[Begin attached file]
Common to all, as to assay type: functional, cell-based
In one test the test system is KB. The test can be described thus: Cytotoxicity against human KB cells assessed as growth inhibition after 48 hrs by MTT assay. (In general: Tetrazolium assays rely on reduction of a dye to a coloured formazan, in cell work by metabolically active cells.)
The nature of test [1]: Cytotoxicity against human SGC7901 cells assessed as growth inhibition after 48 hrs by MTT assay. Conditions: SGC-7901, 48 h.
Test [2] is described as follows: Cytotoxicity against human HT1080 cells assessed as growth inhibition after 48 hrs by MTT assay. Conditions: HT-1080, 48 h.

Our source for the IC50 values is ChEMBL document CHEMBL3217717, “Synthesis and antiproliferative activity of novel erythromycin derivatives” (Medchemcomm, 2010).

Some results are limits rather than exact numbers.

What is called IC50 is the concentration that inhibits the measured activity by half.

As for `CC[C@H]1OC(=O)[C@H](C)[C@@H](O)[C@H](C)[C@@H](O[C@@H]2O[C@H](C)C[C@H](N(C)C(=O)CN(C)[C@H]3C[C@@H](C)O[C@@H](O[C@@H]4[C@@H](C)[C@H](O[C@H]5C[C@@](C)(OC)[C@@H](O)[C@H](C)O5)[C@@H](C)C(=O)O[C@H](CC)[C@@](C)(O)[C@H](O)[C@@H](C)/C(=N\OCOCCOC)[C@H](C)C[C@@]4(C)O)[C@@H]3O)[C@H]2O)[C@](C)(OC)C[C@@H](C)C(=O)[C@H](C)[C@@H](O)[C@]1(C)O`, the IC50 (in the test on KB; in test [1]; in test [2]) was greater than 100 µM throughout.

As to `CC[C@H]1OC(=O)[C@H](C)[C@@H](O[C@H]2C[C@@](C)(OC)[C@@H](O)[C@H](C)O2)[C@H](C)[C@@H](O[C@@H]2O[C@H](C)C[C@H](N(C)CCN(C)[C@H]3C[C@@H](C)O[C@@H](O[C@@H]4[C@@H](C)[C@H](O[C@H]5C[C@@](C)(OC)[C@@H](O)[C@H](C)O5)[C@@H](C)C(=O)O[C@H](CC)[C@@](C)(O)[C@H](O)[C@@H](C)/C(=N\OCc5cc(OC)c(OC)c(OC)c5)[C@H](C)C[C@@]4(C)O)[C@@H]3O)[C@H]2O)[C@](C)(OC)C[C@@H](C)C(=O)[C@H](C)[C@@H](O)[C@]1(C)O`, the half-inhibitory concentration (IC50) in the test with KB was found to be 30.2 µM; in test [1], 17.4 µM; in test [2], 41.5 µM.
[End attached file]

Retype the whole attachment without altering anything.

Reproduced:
Common to all, as to assay type: functional, cell-based
In one test the test system is KB. The test can be described thus: Cytotoxicity against human KB cells assessed as growth inhibition after 48 hrs by MTT assay. (In general: Tetrazolium assays rely on reduction of a dye to a coloured formazan, in cell work by metabolically active cells.)
The nature of test [1]: Cytotoxicity against human SGC7901 cells assessed as growth inhibition after 48 hrs by MTT assay. Conditions: SGC-7901, 48 h.
Test [2] is described as follows: Cytotoxicity against human HT1080 cells assessed as growth inhibition after 48 hrs by MTT assay. Conditions: HT-1080, 48 h.

Our source for the IC50 values is ChEMBL document CHEMBL3217717, “Synthesis and antiproliferative activity of novel erythromycin derivatives” (Medchemcomm, 2010).

Some results are limits rather than exact numbers.

What is called IC50 is the concentration that inhibits the measured activity by half.

As for `CC[C@H]1OC(=O)[C@H](C)[C@@H](O)[C@H](C)[C@@H](O[C@@H]2O[C@H](C)C[C@H](N(C)C(=O)CN(C)[C@H]3C[C@@H](C)O[C@@H](O[C@@H]4[C@@H](C)[C@H](O[C@H]5C[C@@](C)(OC)[C@@H](O)[C@H](C)O5)[C@@H](C)C(=O)O[C@H](CC)[C@@](C)(O)[C@H](O)[C@@H](C)/C(=N\OCOCCOC)[C@H](C)C[C@@]4(C)O)[C@@H]3O)[C@H]2O)[C@](C)(OC)C[C@@H](C)C(=O)[C@H](C)[C@@H](O)[C@]1(C)O`, the IC50 (in the test on KB; in test [1]; in test [2]) was greater than 100 µM throughout.

As to `CC[C@H]1OC(=O)[C@H](C)[C@@H](O[C@H]2C[C@@](C)(OC)[C@@H](O)[C@H](C)O2)[C@H](C)[C@@H](O[C@@H]2O[C@H](C)C[C@H](N(C)CCN(C)[C@H]3C[C@@H](C)O[C@@H](O[C@@H]4[C@@H](C)[C@H](O[C@H]5C[C@@](C)(OC)[C@@H](O)[C@H](C)O5)[C@@H](C)C(=O)O[C@H](CC)[C@@](C)(O)[C@H](O)[C@@H](C)/C(=N\OCc5cc(OC)c(OC)c(OC)c5)[C@H](C)C[C@@]4(C)O)[C@@H]3O)[C@H]2O)[C@](C)(OC)C[C@@H](C)C(=O)[C@H](C)[C@@H](O)[C@]1(C)O`, the half-inhibitory concentration (IC50) in the test with KB was found to be 30.2 µM; in test [1], 17.4 µM; in test [2], 41.5 µM.